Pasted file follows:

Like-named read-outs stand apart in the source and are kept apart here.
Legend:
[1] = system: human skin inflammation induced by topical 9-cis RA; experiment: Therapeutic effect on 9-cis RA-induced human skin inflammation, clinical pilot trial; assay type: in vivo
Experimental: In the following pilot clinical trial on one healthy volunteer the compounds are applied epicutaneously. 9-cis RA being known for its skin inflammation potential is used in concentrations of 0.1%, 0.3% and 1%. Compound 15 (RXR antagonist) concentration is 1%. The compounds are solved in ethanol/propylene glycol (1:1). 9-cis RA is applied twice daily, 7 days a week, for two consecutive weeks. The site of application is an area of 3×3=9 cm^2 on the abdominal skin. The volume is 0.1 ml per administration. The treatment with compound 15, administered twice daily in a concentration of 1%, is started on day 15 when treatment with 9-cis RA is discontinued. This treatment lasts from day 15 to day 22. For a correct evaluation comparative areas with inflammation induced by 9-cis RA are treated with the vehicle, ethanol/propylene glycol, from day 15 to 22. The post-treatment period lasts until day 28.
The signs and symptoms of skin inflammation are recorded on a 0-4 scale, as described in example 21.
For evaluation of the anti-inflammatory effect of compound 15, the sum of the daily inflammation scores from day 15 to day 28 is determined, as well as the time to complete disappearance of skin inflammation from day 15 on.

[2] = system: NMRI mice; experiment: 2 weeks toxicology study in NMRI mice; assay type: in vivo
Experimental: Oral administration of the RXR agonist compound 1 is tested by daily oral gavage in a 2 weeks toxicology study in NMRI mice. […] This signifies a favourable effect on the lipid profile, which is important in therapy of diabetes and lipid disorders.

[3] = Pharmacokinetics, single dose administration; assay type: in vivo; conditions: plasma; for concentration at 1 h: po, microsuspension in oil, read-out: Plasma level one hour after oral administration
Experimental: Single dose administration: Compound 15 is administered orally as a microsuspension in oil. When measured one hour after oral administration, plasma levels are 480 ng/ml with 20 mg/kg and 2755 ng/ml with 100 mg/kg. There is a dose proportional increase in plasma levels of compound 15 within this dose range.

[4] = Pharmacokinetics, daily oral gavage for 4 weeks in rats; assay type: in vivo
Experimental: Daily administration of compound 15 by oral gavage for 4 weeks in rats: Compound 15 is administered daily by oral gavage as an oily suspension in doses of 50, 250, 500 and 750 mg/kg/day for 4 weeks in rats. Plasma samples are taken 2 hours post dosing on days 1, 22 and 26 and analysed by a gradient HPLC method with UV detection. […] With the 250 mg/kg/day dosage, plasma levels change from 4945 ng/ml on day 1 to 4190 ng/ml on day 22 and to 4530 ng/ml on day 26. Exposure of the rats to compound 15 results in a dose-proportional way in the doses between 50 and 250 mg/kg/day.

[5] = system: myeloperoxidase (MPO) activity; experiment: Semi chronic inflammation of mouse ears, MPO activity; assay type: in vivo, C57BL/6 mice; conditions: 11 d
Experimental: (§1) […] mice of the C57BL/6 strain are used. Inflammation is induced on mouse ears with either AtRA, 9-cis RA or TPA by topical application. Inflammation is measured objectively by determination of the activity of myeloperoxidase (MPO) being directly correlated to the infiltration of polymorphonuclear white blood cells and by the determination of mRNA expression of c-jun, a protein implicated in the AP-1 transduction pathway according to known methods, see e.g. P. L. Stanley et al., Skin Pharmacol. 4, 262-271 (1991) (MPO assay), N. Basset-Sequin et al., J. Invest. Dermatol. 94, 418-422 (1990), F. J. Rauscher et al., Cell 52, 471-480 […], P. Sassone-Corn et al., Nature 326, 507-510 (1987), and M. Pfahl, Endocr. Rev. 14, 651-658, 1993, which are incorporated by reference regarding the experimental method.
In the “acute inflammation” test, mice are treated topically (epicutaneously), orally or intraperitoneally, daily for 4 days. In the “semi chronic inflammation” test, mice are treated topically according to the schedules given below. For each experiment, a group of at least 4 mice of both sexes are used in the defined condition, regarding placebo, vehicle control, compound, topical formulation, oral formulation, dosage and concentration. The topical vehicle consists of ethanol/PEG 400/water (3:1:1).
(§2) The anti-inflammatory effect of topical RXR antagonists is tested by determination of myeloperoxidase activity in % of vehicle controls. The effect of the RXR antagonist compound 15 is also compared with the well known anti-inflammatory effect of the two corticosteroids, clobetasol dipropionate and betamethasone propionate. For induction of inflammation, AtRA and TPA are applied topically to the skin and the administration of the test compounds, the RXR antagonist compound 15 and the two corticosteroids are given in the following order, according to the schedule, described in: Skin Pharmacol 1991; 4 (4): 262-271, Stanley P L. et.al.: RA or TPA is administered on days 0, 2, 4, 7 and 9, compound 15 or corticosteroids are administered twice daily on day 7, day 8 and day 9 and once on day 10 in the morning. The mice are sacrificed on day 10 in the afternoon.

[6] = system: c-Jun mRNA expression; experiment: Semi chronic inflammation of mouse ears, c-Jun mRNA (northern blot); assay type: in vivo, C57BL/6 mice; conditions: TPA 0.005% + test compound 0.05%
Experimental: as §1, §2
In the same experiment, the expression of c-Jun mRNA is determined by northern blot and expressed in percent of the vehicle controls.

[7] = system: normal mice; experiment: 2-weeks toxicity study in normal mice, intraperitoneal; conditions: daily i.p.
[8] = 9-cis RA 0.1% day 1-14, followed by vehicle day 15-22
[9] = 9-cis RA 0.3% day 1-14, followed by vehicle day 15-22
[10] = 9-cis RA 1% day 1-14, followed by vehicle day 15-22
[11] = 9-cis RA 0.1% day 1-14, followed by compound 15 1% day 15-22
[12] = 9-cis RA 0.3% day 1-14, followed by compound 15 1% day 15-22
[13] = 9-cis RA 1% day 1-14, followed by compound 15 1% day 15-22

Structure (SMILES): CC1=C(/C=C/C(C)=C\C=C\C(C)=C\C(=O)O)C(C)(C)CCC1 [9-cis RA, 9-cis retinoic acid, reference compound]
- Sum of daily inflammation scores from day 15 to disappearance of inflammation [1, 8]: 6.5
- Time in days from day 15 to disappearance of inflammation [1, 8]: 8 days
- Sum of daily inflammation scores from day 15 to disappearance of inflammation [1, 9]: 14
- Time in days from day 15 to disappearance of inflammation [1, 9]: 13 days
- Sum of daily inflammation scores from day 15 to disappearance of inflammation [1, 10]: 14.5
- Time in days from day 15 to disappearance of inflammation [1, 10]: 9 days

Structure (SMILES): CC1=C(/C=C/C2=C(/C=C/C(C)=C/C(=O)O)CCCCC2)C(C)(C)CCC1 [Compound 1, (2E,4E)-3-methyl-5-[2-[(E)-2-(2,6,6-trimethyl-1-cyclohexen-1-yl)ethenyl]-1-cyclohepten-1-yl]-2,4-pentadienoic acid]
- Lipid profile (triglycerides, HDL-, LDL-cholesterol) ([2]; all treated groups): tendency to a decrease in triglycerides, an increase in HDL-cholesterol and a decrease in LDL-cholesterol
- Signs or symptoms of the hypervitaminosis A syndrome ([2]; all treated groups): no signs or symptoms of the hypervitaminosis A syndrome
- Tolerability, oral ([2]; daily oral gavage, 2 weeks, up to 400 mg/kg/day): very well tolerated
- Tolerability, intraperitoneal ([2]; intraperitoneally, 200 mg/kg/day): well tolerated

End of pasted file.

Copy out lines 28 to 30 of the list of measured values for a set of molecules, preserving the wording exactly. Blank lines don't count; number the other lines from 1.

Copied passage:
- Sum of daily inflammation scores from day 15 to disappearance of inflammation [1, 8]: 6.5
- Time in days from day 15 to disappearance of inflammation [1, 8]: 8 days
- Sum of daily inflammation scores from day 15 to disappearance of inflammation [1, 9]: 14